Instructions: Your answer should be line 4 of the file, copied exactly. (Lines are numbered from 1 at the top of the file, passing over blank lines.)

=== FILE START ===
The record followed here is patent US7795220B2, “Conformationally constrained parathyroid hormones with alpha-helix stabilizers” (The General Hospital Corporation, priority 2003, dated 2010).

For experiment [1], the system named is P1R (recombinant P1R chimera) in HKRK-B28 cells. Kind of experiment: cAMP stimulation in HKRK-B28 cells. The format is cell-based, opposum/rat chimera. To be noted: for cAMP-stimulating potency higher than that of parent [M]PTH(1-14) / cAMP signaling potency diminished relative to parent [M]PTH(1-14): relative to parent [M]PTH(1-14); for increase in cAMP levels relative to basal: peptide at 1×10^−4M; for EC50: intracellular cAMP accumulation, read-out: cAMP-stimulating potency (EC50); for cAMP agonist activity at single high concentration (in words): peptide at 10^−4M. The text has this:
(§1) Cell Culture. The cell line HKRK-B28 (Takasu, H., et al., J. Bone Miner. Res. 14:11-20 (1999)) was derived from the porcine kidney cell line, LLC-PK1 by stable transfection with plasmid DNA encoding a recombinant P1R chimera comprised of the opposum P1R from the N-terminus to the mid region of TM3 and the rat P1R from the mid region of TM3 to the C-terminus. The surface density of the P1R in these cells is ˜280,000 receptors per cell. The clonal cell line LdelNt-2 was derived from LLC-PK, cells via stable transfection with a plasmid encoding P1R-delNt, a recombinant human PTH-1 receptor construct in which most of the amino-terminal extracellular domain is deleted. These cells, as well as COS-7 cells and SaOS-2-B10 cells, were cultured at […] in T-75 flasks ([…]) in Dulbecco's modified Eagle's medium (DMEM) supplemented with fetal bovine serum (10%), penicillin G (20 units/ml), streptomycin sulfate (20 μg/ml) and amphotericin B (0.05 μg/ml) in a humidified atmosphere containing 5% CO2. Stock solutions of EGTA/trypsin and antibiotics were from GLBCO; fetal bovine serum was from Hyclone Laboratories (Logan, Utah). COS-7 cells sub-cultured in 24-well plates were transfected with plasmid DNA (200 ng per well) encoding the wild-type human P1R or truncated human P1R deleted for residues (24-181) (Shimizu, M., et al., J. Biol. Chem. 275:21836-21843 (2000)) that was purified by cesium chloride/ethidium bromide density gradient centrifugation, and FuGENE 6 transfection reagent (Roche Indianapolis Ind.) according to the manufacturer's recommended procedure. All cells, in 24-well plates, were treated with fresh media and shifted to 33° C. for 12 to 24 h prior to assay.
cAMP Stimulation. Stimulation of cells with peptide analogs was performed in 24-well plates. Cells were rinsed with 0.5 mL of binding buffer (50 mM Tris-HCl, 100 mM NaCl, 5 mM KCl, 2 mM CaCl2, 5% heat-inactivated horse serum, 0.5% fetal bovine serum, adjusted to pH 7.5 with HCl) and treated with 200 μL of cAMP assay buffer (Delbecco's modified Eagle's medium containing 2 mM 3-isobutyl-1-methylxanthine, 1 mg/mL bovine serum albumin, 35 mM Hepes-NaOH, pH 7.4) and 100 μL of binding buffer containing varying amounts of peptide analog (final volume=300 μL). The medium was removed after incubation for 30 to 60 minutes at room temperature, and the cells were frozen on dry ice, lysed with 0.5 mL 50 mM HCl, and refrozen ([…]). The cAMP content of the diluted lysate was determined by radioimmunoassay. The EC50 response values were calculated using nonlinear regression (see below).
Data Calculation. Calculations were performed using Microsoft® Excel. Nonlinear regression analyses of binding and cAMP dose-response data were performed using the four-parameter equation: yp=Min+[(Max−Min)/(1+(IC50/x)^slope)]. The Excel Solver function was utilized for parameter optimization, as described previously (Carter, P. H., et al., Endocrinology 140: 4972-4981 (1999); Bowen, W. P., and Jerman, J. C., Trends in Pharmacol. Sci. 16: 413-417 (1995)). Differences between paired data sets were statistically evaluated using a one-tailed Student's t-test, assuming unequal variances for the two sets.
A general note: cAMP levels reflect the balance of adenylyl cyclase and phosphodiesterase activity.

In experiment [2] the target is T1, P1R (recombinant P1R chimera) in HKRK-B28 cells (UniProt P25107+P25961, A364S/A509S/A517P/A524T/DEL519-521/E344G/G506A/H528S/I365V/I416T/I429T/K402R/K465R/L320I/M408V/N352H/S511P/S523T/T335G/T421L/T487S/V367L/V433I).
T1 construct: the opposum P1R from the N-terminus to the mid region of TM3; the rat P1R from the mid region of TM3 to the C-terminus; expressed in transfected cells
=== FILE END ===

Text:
cAMP Stimulation. Stimulation of cells with peptide analogs was performed in 24-well plates. Cells were rinsed with 0.5 mL of binding buffer (50 mM Tris-HCl, 100 mM NaCl, 5 mM KCl, 2 mM CaCl2, 5% heat-inactivated horse serum, 0.5% fetal bovine serum, adjusted to pH 7.5 with HCl) and treated with 200 μL of cAMP assay buffer (Delbecco's modified Eagle's medium containing 2 mM 3-isobutyl-1-methylxanthine, 1 mg/mL bovine serum albumin, 35 mM Hepes-NaOH, pH 7.4) and 100 μL of binding buffer containing varying amounts of peptide analog (final volume=300 μL). The medium was removed after incubation for 30 to 60 minutes at room temperature, and the cells were frozen on dry ice, lysed with 0.5 mL 50 mM HCl, and refrozen ([…]). The cAMP content of the diluted lysate was determined by radioimmunoassay. The EC50 response values were calculated using nonlinear regression (see below).